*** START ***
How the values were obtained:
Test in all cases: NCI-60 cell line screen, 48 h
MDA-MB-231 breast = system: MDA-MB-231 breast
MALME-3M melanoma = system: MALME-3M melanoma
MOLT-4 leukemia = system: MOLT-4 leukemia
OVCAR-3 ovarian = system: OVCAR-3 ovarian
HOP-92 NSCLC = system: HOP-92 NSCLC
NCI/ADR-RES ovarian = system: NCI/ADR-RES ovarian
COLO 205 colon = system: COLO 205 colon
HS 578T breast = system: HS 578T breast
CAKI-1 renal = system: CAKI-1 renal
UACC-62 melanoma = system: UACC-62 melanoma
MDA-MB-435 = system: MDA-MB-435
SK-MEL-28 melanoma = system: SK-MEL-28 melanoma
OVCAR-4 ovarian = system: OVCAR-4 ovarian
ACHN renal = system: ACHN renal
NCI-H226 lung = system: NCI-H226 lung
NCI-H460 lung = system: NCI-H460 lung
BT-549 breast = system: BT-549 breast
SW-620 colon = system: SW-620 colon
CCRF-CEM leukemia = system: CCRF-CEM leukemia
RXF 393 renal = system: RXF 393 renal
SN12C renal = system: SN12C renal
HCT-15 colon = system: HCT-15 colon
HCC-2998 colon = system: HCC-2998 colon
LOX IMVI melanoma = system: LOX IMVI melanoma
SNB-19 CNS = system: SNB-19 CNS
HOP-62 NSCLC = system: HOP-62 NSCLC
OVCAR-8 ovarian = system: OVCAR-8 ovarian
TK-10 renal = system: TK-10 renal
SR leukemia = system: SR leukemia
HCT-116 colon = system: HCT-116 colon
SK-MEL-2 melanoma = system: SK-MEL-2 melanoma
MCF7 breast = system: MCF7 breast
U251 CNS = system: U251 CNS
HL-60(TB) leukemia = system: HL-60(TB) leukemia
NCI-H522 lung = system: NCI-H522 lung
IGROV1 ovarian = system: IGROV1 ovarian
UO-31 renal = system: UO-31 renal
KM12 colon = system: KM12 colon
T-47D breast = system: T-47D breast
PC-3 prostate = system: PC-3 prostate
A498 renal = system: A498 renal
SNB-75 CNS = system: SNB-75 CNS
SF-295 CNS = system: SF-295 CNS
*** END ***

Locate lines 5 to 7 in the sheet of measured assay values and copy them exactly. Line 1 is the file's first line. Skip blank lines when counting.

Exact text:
MOLT-4 leukemia = system: MOLT-4 leukemia
OVCAR-3 ovarian = system: OVCAR-3 ovarian
HOP-92 NSCLC = system: HOP-92 NSCLC